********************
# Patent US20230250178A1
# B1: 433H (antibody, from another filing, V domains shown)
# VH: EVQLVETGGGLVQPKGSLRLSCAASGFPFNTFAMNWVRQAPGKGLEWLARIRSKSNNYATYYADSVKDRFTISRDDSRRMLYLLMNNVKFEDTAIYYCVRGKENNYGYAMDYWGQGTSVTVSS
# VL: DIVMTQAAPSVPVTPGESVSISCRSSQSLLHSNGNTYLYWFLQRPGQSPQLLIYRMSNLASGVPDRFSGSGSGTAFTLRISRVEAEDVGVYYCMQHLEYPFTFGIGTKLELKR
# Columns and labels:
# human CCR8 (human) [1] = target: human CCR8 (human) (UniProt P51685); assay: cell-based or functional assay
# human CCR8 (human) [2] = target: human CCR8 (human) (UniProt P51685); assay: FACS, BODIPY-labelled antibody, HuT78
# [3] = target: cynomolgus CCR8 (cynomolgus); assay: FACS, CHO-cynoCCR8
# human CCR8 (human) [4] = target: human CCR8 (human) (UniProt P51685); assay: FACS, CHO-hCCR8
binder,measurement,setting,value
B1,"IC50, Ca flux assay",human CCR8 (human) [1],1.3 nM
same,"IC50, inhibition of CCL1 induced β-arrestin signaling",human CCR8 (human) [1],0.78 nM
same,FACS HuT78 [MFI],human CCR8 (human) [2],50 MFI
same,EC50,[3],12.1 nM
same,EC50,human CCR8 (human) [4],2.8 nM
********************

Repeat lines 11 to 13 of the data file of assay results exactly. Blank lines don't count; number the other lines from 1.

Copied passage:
B1,"IC50, Ca flux assay",human CCR8 (human) [1],1.3 nM
same,"IC50, inhibition of CCL1 induced β-arrestin signaling",human CCR8 (human) [1],0.78 nM
same,FACS HuT78 [MFI],human CCR8 (human) [2],50 MFI